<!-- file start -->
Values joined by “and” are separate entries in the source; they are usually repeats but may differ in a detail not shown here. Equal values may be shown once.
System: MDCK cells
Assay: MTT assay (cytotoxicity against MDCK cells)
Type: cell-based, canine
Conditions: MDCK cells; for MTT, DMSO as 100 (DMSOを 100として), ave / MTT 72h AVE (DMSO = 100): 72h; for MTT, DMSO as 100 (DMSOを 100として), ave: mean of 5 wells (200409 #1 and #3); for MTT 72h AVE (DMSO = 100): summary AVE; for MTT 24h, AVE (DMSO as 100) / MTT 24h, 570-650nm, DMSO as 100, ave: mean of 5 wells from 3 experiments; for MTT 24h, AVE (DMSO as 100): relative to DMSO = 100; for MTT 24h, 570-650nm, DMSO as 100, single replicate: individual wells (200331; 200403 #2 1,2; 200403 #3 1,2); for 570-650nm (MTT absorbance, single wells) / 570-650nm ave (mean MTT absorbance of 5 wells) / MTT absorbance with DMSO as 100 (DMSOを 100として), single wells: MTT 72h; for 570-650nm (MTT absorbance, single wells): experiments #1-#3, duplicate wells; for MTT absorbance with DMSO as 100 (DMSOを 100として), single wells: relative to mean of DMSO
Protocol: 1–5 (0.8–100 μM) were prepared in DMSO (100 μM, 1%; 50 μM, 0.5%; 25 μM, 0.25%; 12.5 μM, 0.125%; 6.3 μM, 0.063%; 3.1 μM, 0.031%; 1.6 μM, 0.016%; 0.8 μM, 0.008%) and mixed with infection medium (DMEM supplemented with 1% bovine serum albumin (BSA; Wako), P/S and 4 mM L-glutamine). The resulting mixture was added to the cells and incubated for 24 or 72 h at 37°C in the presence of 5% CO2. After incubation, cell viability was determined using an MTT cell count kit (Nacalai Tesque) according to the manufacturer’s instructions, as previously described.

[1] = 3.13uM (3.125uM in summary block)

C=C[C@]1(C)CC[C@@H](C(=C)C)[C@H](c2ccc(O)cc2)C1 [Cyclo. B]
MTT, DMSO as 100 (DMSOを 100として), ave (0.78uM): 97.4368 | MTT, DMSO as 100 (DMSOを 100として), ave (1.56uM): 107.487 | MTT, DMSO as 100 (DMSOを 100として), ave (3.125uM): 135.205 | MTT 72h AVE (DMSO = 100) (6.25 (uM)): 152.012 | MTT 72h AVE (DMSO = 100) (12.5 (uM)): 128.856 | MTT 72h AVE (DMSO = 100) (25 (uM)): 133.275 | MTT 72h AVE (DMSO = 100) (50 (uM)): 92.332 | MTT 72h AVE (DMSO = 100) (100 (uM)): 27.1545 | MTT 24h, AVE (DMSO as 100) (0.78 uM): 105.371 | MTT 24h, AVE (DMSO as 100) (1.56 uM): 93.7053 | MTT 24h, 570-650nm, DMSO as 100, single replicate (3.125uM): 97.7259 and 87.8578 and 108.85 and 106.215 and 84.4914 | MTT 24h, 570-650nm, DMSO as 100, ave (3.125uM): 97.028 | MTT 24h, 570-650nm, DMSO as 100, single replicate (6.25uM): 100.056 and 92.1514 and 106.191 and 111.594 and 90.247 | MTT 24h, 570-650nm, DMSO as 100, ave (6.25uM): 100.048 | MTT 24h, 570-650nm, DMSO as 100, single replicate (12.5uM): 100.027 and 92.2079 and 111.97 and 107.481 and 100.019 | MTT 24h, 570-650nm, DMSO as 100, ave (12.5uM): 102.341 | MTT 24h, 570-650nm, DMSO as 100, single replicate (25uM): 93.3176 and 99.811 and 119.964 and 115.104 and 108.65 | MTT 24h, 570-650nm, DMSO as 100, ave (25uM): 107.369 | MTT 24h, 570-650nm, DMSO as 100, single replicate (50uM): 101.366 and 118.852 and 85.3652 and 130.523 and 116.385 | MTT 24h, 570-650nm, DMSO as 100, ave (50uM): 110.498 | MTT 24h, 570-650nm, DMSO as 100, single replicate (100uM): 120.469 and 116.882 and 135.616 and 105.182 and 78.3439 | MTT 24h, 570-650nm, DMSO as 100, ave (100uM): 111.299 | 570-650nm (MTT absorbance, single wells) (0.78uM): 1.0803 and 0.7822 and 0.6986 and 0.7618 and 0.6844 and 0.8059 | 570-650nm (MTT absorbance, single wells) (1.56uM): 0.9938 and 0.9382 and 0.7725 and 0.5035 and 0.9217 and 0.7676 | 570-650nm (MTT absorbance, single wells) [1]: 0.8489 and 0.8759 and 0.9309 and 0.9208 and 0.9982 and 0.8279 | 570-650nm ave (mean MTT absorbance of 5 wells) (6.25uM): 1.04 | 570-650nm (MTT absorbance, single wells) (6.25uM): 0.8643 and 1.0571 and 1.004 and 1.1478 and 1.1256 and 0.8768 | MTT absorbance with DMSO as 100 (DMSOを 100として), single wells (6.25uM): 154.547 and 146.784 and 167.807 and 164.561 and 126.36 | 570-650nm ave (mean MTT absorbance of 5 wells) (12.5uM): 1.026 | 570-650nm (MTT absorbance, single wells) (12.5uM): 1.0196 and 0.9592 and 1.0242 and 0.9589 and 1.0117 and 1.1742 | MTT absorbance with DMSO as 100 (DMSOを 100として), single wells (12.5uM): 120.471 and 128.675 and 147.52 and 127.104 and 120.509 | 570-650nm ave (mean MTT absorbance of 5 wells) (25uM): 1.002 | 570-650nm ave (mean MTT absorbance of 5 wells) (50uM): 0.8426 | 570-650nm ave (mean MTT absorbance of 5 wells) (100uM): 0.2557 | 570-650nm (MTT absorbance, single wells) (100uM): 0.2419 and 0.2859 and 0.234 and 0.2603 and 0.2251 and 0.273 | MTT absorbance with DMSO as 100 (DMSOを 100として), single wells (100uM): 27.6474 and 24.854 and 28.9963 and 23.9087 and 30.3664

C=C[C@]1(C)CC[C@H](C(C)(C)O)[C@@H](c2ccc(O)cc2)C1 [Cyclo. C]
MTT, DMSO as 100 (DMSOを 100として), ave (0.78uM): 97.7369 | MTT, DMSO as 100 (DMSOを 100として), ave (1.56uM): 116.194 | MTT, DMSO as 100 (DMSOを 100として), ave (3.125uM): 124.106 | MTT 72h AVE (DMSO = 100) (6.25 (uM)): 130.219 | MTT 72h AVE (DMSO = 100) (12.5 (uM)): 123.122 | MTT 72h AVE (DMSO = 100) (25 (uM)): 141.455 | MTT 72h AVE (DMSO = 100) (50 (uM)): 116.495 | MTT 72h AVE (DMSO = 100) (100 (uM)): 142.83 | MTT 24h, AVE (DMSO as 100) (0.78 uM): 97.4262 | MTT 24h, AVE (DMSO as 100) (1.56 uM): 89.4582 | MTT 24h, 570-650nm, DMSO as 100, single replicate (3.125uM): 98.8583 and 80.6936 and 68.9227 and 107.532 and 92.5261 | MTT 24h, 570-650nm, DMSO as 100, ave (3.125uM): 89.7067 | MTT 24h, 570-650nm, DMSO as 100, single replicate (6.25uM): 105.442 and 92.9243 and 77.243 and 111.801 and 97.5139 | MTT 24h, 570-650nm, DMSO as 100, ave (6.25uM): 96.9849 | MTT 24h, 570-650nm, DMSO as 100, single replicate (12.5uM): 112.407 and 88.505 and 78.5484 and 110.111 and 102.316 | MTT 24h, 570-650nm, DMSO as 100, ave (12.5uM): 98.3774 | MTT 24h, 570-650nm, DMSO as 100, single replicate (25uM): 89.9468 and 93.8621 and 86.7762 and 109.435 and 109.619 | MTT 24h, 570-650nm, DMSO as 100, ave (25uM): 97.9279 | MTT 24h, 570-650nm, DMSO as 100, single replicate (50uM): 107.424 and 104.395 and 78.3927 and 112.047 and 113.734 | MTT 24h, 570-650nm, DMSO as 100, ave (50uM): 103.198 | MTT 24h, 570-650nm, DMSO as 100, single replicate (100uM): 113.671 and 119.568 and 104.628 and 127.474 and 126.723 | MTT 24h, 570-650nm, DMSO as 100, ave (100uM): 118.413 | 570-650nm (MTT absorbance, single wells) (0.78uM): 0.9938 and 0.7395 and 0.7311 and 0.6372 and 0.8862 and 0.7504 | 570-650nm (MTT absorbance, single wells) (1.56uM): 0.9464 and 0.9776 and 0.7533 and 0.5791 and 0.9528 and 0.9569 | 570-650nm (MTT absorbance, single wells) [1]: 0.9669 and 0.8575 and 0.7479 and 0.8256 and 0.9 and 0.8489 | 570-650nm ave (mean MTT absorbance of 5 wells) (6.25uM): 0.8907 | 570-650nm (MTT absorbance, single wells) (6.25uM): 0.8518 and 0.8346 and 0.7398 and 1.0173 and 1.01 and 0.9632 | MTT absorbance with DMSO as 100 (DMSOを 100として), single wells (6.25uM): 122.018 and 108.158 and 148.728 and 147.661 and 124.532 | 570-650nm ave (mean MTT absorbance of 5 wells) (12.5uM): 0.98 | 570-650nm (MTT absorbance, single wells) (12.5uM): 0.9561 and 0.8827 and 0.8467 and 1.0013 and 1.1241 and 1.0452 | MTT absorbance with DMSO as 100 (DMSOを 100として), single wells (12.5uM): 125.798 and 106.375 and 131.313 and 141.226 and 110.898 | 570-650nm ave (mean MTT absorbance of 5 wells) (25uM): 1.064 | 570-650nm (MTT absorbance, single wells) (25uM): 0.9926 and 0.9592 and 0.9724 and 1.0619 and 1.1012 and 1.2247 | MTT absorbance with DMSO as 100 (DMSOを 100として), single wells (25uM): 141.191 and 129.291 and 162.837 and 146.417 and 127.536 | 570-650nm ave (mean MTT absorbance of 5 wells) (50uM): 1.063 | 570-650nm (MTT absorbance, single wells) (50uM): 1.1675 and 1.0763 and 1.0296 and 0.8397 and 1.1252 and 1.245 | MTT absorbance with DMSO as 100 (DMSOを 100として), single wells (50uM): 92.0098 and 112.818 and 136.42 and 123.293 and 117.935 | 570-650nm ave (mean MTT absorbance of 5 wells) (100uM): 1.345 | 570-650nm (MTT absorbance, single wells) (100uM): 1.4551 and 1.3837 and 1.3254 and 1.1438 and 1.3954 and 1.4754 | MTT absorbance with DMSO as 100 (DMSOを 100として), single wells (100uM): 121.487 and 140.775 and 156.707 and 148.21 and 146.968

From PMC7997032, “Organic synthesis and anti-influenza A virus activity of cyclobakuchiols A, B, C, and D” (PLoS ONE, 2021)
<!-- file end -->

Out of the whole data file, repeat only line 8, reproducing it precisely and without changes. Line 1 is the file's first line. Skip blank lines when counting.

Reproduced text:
C=C[C@]1(C)CC[C@@H](C(=C)C)[C@H](c2ccc(O)cc2)C1 [Cyclo. B]